Obviously the land-owner will object and will certainly attempt to prevent the footpaths from being approved. 
The FFW want to hear from others who have used this now fenced-off area for recreational purposes prior to 2011.

I have many years' worth of birding and general wildlife records from this area dating back to the late 1980s. I will be summarizing this info and making it available in an attempt to prevent this land from being developed and would urge anyone who has accessed this great area over the years to also provide details.
Not only has this plot of land attracted such cracking birds as subalpine warbler, yellow-browed warbler, hobby and great grey shrike but also holds a host of nesting species including tawny owllesser whitethroat and sedge warbler plus amber listed breeders including whitethroat and bullfinch. Wintering short-eared owl and woodcock also occur frequently. Mammals include brown hare and roe deer.

If you wish to add your voice to the weight of this campaign to keep the area open for public use you can email the FFW secretary Emily Heath at


Tuesday, 16 December 2014

The Geese Are Getting Fat

Eurasian white-fronted geese
Following the discovery of 5 Eurasian white-fronted geese on the Lune on Friday, I headed off to Aldcliffe Marsh this morning with the hope that they may still be around. Initially seen from the Golden Ball on the Oxcliffe side of the river, the quintet were apparently associating with greylags, rather than pinkfeet.
I eventually discovered the whitefronts grazing toward the river's edge about halfway between Marsh Point and Aldcliffe Hall Lane.
They were distant, but I managed a couple of digi-scope record shots. Also among the usual mass of Canada geese and greylags were just a handful of pink-footed geese plus at least 6 orange-collared greylags.

Whooper swans
The expected groups of mute swan on Aldcliffe Marsh had attracted a pair of whooper swans - earlier a flock of 7 had passed over but continued on toward Glasson.
Good numbers of redwing and fieldfare were feeding in the hawthorns. In the maize fields 7 stock doves continue to be a regular sight.
In the wet fields black-headed and common gulls were feeding but there no Med gulls among them.
A few oystercatcher and redshank were scattered among 112 curlew, all busily probing the soft earth.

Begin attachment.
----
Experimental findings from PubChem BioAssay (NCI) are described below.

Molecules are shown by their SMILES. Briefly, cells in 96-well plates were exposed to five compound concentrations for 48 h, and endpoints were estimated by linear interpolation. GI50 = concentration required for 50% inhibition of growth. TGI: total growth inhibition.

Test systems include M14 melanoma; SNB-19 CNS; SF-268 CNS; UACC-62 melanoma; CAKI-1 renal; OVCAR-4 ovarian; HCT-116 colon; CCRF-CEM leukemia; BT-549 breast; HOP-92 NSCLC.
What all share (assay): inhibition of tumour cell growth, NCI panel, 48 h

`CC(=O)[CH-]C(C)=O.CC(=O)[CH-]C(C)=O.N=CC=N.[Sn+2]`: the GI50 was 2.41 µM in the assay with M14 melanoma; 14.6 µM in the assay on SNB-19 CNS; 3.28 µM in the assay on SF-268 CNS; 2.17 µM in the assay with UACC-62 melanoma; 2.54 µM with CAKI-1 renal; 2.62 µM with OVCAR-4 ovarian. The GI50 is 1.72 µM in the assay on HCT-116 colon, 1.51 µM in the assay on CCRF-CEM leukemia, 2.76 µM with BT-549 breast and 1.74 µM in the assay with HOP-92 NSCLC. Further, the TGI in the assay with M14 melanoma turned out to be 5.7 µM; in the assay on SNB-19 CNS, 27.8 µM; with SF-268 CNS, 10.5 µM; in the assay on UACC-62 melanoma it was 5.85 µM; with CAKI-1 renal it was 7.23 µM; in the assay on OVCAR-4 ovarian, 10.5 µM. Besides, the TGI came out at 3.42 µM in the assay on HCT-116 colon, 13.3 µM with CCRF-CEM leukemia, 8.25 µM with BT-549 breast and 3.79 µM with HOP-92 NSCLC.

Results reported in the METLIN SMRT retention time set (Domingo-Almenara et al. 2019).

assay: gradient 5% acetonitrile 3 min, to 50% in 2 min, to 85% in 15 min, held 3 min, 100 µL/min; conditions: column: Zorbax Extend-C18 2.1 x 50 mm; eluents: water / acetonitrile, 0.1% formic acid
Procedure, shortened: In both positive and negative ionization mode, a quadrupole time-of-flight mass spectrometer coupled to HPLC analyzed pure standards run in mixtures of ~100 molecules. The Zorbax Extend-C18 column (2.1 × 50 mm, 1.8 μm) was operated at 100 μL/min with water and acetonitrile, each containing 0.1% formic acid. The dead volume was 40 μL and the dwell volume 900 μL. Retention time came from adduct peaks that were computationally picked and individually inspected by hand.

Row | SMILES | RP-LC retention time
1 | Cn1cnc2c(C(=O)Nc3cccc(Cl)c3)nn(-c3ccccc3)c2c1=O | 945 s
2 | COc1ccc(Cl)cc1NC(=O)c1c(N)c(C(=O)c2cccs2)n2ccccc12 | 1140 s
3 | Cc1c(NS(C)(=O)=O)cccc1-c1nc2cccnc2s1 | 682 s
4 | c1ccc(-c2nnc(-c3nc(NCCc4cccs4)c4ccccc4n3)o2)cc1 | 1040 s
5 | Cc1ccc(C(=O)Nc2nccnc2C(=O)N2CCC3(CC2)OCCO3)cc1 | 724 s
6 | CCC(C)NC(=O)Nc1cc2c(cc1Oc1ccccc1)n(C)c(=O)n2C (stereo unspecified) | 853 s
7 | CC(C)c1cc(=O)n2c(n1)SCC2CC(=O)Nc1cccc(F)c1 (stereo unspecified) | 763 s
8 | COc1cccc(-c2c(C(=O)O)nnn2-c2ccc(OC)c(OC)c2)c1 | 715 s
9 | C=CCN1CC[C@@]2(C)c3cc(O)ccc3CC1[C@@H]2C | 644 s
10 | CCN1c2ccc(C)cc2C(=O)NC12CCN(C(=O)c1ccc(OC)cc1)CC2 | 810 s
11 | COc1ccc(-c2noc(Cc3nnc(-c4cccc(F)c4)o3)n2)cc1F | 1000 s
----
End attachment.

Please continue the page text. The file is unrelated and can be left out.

Collared greylag
At Freeman's Pools there was a slight increase in the number of tufted duck, now numbering a barely impressive seven. Half a dozen wigeon, 19 gadwall and the usual teal and mallard were also joined by a single goldeneye.
Several of the little grebe seemed to have moved out, leaving just a couple on the pools.
The lone Canada goose with the pink ring seems to have succumbed; its lifeless form was being methodically picked over by a couple of carrion crows on the island.

Monday, 8 December 2014

Distant Drum(lin)s

With an eye of the high mid-day tide I headed off for a spot of Aldcliffe birding late morning.
The most two most notable things today were the numbers of winter thrushes and finches and the presence of several hundred pink-footed geese in the fields.
For the first time in quite a while I was coming across actual flocks of chaffinches; starting with 20+ along the footpath from the Millenium Orchard up to the Admiralty Wood near Aldcliffe hamlet. There was a report of brambling from here yesterday on the FAUNA blog but I couldn't locate any today. I did notice that that were 3 linnet and a couple of greenfinch among the chaffinches and that they were feeding in the weedy areas of the arable field. An area well worth keeping an eye on over the winter.
All the way down Aldcliffe Hall Lane and along the cycle track and into Freeman's Wood there were yet more chaffinches, linnets and greenfinches in varying numbers. More notable still were the many blackbirds, along with smaller numbers of song thrush, redwing and fieldfare.

Pink-footed geese on the Aldcliffe drumlins
Up on the drumlins there were around 800 or so pink-footed geese but as I only had my bins with me a thorough scrutiny was out of the question. At that range, in good light, at least I could see that there was nothing as obvious as a barnacle goose lurking among the ranks, but the odd beans or even whitetfront would be tricky to say the least. If they stick around I may get chance to 'scope them tomorrow...

At Freeman's Pools it was business as usual with no new arrivals to excite a local patch birder.